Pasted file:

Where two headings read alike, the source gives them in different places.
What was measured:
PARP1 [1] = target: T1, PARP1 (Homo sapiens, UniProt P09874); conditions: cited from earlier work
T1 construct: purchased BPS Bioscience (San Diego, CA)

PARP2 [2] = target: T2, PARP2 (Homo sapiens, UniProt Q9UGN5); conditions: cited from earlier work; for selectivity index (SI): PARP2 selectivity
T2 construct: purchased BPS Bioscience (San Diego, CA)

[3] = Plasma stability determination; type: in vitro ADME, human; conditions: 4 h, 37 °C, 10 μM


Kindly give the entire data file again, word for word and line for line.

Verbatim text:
Where two headings read alike, the source gives them in different places.
What was measured:
PARP1 [1] = target: T1, PARP1 (Homo sapiens, UniProt P09874); conditions: cited from earlier work
T1 construct: purchased BPS Bioscience (San Diego, CA)

PARP2 [2] = target: T2, PARP2 (Homo sapiens, UniProt Q9UGN5); conditions: cited from earlier work; for selectivity index (SI): PARP2 selectivity
T2 construct: purchased BPS Bioscience (San Diego, CA)

[3] = Plasma stability determination; type: in vitro ADME, human; conditions: 4 h, 37 °C, 10 μM